On the Passing of David Akers: An Appreciation
By Doug Winter – RareGoldCoins.com ….
My interest in United States gold coins began early and, as a result, Dave Akers was one of my first numismatic heroes. I somehow managed to scam my way onto the Paramount mailing list back in the early-to-mid 1970′s and I can remember being enthralled with Akers’ style of cataloging. He clearly knew his coins inside and out and the information that he was willing to share was inspiring for an aspiring gold coin specialist like myself. In later years, as I began to catalog and write myself, I freely “borrowed” from Dave.
The first time I saw Dave in action was at the Stack’s 1976 ANA sale. I had a few thousand dollars to spend and this was my first big-time auction to attend in person. I remember Dave buying some of the high end, esoteric 18th and 19th century gold pieces and thinking, “Someday, I want to be a big shot dealer who walks into an ANA auction, buys the four or five ultra-cool coins he really wants, and then gets up and leaves.”
I opened my own coin business in 1985 after working for another firm for my first three years in the business. Around a month before the beginning of Auction ’85 (the four-firm sale he did every year with RARCOA, Stack’s and Superior) I called all four firms trying to get credit established so I could bid in the sale. Two of the firms never bothered to call me back and one offered me something like $5,000 credit if I left a kidney on deposit. But Dave called me back personally, talked to me for about ten minutes (telling me about some of the more interesting lots in the sale) and gave me a credit line at the sale that was around triple what I had hoped for.
Then, in 1986, I started working on my first coin book: The Gold Coins of the Charlotte Mint, 1838-1861. I asked Dave if he would look at the manuscript, which he did, and he gave me a tremendous amount of input. This made the book better and it inspired me to write other books. As always, I “borrowed” freely from Dave, especially in the format that I adapted.
Dave’s books on United States gold coins were a tremendous inspiration to me and they actually served as a template for the way I built my company. Dave understood “branding” before this term even existed in the sense that we know it today and his books helped him create one of the best rare coin businesses ever established. To many collectors and dealers, Dave Akers WAS rare date U.S. gold.
As I became more successful, I got to know Dave better. We never really did that much business but he would come to make table at nearly every show and either hand me an incredibly cool coin or pull a piece or two from my case and proceed to tell me its pedigree and give me some insight into the significance of the issue.
Dave Akers knew more about United States gold coins than anyone I have ever met.
I would have loved for him to have written more books or to have recorded what he knew onto video or audio. Dave was one of the last of the great scholar-dealers from the 1960′s and 1970′s, and with his passing we lose a lot of very valuable information about coins and the history of the market.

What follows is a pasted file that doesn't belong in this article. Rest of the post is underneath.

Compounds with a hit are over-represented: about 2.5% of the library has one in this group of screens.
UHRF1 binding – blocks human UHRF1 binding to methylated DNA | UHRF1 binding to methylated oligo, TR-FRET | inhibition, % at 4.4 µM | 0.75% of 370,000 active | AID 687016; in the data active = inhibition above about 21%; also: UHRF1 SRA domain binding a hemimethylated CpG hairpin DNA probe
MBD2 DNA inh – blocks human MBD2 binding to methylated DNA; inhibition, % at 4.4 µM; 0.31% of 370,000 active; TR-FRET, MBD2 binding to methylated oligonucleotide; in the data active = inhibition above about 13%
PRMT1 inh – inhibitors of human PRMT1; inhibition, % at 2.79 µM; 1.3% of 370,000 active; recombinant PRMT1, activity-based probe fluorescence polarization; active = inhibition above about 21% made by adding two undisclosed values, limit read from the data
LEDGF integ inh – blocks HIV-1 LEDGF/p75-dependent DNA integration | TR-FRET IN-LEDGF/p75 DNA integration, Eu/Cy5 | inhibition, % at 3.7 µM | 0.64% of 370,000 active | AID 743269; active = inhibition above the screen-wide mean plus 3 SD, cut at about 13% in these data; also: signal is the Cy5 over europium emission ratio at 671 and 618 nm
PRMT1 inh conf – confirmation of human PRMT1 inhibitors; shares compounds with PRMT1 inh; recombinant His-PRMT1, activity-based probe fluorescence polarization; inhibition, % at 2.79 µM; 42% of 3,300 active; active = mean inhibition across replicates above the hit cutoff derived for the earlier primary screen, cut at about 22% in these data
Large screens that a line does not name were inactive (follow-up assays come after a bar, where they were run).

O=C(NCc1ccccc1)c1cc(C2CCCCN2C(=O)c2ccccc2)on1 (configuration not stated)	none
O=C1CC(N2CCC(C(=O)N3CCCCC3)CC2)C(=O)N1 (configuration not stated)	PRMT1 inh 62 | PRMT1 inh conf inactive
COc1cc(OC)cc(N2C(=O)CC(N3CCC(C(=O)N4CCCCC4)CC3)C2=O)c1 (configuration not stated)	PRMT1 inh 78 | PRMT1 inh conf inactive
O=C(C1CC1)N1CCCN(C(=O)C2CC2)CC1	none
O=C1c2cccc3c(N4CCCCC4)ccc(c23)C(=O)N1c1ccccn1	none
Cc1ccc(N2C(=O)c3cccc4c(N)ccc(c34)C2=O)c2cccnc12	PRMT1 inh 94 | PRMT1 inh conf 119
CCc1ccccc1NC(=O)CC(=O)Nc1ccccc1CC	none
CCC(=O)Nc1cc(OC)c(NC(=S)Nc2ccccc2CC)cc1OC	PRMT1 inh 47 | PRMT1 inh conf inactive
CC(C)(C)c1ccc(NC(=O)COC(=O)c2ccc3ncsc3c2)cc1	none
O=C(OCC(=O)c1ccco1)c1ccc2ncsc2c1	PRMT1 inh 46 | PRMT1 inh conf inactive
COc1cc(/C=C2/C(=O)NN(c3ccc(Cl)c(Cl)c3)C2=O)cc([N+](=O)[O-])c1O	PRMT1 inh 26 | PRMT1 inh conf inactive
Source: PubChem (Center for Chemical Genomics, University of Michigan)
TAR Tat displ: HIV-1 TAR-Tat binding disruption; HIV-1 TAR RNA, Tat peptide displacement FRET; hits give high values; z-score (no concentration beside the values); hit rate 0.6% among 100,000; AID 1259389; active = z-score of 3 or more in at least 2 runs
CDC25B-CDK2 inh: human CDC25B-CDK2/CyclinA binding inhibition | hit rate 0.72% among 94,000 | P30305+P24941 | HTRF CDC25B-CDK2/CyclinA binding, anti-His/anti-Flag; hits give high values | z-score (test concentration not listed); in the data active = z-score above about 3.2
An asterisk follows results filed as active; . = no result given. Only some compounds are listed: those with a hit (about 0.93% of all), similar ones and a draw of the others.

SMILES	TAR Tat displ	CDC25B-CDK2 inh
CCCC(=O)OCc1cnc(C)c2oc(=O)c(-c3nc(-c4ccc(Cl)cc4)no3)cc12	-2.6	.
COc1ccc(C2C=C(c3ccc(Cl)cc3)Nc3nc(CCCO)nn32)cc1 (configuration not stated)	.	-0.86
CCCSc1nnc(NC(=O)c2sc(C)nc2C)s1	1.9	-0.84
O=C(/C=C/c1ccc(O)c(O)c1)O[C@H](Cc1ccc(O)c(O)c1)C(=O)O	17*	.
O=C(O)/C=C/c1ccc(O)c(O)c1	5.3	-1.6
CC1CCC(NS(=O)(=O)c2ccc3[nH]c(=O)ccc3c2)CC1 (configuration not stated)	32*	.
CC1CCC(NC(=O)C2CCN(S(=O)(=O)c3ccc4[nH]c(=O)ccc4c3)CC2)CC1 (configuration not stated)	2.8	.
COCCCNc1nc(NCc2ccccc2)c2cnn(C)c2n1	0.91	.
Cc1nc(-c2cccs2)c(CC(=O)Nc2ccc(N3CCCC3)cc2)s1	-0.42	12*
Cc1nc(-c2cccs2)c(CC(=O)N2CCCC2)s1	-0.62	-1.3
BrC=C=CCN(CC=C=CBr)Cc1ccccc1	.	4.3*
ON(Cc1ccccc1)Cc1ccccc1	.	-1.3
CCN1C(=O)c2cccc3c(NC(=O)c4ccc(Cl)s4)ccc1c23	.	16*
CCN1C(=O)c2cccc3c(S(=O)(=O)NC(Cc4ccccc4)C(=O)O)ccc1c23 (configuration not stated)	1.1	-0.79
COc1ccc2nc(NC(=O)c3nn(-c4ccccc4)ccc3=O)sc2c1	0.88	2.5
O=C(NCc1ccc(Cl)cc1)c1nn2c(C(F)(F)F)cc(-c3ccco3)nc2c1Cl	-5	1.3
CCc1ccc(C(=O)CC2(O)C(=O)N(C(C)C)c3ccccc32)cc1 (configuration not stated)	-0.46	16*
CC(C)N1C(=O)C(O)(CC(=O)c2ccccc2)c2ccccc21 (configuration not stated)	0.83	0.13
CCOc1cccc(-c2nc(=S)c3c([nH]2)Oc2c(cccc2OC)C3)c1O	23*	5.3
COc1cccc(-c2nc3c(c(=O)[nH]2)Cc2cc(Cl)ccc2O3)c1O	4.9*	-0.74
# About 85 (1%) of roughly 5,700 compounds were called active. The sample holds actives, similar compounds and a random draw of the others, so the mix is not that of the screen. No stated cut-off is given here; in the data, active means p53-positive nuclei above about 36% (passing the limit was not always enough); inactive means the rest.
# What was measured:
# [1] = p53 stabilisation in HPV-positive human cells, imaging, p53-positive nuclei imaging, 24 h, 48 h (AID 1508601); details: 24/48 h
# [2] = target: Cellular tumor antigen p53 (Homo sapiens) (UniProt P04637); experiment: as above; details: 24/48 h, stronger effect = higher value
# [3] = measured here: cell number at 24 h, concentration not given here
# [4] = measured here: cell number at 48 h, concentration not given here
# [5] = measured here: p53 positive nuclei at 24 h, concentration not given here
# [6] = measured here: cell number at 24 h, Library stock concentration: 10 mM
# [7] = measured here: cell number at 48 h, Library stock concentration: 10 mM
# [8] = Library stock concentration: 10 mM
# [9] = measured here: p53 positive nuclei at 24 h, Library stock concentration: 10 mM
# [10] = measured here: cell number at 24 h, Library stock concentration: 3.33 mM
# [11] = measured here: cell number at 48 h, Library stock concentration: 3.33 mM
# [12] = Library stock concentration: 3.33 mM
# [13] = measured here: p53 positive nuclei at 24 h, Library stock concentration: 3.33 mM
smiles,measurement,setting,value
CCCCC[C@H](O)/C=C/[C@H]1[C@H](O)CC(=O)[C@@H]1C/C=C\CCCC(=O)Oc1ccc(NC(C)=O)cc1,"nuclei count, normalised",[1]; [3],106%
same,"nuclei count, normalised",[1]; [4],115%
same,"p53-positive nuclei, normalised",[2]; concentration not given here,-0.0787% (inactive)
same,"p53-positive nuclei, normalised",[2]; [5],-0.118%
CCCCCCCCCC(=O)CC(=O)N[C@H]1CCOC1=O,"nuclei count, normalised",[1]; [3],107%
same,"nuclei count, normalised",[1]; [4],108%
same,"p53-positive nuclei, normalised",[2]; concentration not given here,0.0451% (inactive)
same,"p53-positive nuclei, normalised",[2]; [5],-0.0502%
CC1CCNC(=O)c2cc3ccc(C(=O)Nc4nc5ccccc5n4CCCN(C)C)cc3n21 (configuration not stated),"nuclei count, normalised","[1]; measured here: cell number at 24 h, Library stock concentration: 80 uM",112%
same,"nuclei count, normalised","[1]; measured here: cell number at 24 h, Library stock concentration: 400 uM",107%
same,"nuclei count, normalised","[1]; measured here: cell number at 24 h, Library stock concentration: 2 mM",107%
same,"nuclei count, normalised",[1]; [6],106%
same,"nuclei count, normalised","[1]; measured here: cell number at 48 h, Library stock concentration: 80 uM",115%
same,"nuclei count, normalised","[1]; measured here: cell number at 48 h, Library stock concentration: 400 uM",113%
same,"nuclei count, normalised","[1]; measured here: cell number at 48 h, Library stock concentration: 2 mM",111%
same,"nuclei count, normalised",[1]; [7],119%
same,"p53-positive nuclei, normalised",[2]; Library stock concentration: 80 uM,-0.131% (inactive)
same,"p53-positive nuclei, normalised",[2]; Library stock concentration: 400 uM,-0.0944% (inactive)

Dave’s greatest success in the coin business and what he is likely to be remembered for was the cataloging and sale of the Pittman collection in the 1990′s. This was a staggering amount of work and the catalogs that he produced rank as some of the greatest work in the history of numismatics; if not in any collectibles field. I was able to actively participate in both of the Pittman sales of U.S. coins and these are some of the most memorable moments for me in my entire numismatic career.
During the last few years, I became friendlier with Dave through our mutual friendship with Steve Duckor. I think Dave gave Steve–and all the collectors he worked with–the sort of training that no amount of time or money could replicate today. He shared his knowledge and his passion and helped Steve–and other collectors–build some of the finest sets of U.S. coins ever assembled.
I will miss Dave. I will miss seeing his displays of outrageous coins, I will miss his stories of the “old days” in the coin business and I will miss the kindness he had shown me for close to three decades. Dave, you were one of the all-time greats.
Editors Note: The following was posted from a CoinWeek article of August 19th, 2011 on David Akers being inducted into the PCGS CoinFacts Hall of Fame:
“David Akers is considered one of the top rare gold experts of all-time,” David Hall
Akers started collecting coins in 1949. After graduating from Notre Dame, obtaining a Masters degree in mathematics from Oregon State and serving as a U.S. Army combat artillery officer in Vietnam, David became a full-time coin dealer in 1971. He was President of Paramount International Coin Corp., one of the largest and most influential dealerships of the 1970s and 1980s. In 1973, Akers was instrumental in Paramount’s purchase and sale of the Dr. John E. Wilkinson collection of gold U.S. patterns and produced the definitive book on those legendary rarities.
Between 1975 and 1982, Akers published a six-volume analysis of U.S. gold coins that is considered one of the key references for the market. He conducted numerous important auctions, including the three-part 1997 – 1999 sale of the legendary John J. Pittman collection. He is one of only two dealers to ever receive all three of the Professional Numismatists Guild’s three top honors: the Robert Friedberg Literary award, the Abe Kosoff Founders award, and the PNG Lifetime Achievement award.